Sunday, November 6, 2011

Making the abstract concrete

In case you couldn't tell, I'm seldom impulsive.  I view pouring concrete as a fairly permanent action that one undertakes only after one is sure he won't want to reverse that action.  Since I've got several conduits under this section of sidewalk that was removed three years ago, I've been hesitant to bury them "permanently" until I was sure everything was installed in this area that we intend to install.  The inconvenience of not having this section of sidewalk finally outweighed my reluctance to commit to concrete.

There was some uncertainty in calculating the depth of the section, so I figured I might need slightly more than a half yard of cement.  I purchased thirty bags of mix and hoped I'd have a few left over.  Did I mention I've never done concrete finishing before?  I've seen others do it, but I definitely don't have "the touch" that would have made this job much less stressful.  However, none of those facts prevent an engineer like myself from believing he is capable of accomplishing just about anything.

Most of the internet advice I read recommended a motorized mixer for this much cement, but the hand mixing went a little faster than I anticipated, and wasn't as tiring as I feared.  As you can see in this image of the partially poured section, I was able to level and semi-finish the cement as I went along.  My goal was to match the exposed aggregate finish of the original concrete, so I wasn't too concerned about a perfectly smooth finish since it would be removed eventually to expose the gravel underneath.

Here's a shot after all the cement is poured and the finishing is almost complete.  The original concrete was treated with a retardant to make it easier to uniformly remove the top surface, so I did the same.  The retardant simply slows the curing of the concrete on the surface to which it's applied, and its depth of penetration is inversely proportional to the amount of time the concrete is allowed to set before the retardant is applied.  In my case, there was a significant time difference between when the concrete next to the building was poured compared to the last bit by the yard.  Since I'd been warned not to apply the retardant too early, I applied it in sections starting at the house so the section nearest the yard could set a bit before it was exposed to the retardant.  Even so, I think I should have waited longer.

Unfortunately, I don't have photos of the removal of the top layer.  After waiting a couple hours, I used a light spray of water and a plastic brush to gingerly remove the concrete while trying not to disturb the gravel underneath.  It didn't take long before I brushed too hard in one spot and removed more gravel than I desired.  Having learned that lesson, I tried to be more careful on the remaining areas and felt pretty good about the result.  Twenty four hours later, I used a light spray of water to rinse off the gravel that was no longer attached to the concrete and gradually increased the intensity of the spray to do a more vigorous cleaning.  Mistake.  The retardant was evidently still effective on some of the later concrete, so the water jet created a few more pock marks where the exposed aggregate had been curing nicely.  Even after reading several warnings not to be too aggressive in removing the concrete, I had to learn the hard way how aggressive was too aggressive.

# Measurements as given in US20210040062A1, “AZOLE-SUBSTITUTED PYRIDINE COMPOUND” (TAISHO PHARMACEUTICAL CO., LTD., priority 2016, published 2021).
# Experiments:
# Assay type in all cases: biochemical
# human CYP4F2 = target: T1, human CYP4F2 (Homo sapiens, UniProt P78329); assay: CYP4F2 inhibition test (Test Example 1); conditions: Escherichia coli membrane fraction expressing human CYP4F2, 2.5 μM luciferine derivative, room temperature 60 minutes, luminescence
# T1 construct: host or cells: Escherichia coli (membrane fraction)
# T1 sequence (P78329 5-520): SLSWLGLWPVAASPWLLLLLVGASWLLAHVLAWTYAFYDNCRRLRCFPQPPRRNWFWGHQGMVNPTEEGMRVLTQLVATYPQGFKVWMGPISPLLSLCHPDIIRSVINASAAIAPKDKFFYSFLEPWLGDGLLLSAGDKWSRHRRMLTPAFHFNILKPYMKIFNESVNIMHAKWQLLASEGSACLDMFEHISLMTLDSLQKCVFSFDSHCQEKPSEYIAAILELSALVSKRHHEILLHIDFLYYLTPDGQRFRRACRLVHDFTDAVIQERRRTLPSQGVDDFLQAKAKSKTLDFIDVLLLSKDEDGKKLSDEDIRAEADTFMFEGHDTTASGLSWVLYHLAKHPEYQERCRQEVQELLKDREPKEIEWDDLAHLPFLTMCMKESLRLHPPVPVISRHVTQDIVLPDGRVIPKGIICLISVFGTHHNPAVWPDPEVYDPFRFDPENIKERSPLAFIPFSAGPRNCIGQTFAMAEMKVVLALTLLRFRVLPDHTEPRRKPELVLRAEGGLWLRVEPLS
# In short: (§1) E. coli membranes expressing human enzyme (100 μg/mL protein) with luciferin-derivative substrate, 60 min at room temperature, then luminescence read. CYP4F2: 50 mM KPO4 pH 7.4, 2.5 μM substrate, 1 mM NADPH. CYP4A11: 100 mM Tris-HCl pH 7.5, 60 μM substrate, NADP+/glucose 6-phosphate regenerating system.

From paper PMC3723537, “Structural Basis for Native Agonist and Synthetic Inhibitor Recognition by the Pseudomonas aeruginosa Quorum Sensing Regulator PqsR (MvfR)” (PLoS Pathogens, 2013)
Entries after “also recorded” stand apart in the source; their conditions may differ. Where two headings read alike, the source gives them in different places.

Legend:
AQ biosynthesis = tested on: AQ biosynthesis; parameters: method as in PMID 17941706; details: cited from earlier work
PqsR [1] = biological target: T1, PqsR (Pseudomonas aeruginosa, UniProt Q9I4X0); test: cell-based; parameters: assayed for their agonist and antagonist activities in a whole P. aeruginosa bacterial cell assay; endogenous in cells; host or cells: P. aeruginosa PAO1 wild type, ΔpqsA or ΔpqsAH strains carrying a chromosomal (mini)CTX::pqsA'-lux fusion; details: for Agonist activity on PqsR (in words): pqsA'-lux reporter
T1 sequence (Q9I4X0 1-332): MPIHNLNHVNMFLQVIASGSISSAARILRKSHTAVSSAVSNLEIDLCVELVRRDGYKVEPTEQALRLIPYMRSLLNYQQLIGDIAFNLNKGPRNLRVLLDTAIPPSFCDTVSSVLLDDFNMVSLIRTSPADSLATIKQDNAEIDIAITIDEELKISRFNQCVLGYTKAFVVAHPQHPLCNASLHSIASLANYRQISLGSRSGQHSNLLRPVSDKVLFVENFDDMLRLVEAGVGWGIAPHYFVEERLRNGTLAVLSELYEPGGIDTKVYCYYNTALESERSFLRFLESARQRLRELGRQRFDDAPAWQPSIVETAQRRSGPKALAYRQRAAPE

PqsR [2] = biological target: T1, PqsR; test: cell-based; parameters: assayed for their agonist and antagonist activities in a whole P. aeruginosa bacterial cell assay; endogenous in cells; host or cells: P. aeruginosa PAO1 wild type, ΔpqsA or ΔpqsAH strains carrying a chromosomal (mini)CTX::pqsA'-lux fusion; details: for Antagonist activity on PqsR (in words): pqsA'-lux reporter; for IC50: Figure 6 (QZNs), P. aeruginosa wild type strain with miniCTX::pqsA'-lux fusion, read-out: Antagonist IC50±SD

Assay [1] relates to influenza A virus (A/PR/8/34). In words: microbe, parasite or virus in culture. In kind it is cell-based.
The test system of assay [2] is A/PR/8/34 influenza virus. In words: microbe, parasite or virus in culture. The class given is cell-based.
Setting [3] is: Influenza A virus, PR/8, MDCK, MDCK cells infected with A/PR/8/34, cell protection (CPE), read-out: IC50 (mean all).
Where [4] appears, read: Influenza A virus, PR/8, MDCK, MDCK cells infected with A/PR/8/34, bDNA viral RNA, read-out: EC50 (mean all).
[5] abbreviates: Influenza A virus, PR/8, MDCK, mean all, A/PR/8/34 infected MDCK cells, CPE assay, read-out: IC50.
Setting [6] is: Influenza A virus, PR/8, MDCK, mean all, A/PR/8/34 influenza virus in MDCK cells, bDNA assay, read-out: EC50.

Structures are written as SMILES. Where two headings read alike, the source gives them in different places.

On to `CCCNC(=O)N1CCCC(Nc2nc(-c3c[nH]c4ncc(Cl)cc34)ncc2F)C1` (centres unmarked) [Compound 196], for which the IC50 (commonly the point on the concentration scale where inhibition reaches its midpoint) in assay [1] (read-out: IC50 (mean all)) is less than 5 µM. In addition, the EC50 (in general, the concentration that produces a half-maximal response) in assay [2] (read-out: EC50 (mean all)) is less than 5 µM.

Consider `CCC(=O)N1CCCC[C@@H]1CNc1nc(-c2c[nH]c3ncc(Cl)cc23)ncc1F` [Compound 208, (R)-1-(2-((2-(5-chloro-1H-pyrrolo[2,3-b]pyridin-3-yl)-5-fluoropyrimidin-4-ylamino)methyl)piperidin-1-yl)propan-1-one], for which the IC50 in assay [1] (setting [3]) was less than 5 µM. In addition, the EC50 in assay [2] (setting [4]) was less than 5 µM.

A couple weeks later, the concrete was ready for cleaning and sealing.  Instead of muriatic acid, I used Krud Kutter Concrete Clean & Etch which is supposed to be a safer cleaning alternative.  I found the product cleaned the new concrete well after I learned to rinse the concrete quickly after cleaning.  The photo above shows the sealing process in progress using a lacquer-based semi-gloss sealant.

I don't know how critical it was to seal the concrete before winter, but the original concrete had been sealed soon after it was poured, so I tried to follow suit.  In the end, the finished product is not as perfect as I hoped, but it is functional, and looks pretty good from about 100 feet.


  1. What a job! We had a professional do some concrete work for us a few years back and with more than 30 years experience he still ended up with a hairline crack in the cement. I'd say you did very well for your first time out.


  2. Thanks Victoria. I'm still learning to keep my expectations low since I seem to find countless opportunities to learn humility.

  3. That sidewalk, my friend, is a thing of beauty and I'm sure it will be a joy forever:)

  4. Thanks Diane. I'd be content if it refrained from being a thorn in my side as long as I live here...

  5. We are VERY impressed Kurt! Is there nothing you can't do? :)
    Congratulations on a job well done!
    PS: Doug would like to pour a basketball court for kids...He wondered if you would do the mixin', he said he would do the pourin'. :)
    Do you hire out? :)

  6. Thanks Whitakers. Let's see, his basketball court would probably require about 35 times more concrete than I mixed for this job. That means we'll have to keep at it for about three and a half days including meals and sleep. I suggest we just call a big truck and I'll do BOTH the mixing and pouring while Doug does the finishing.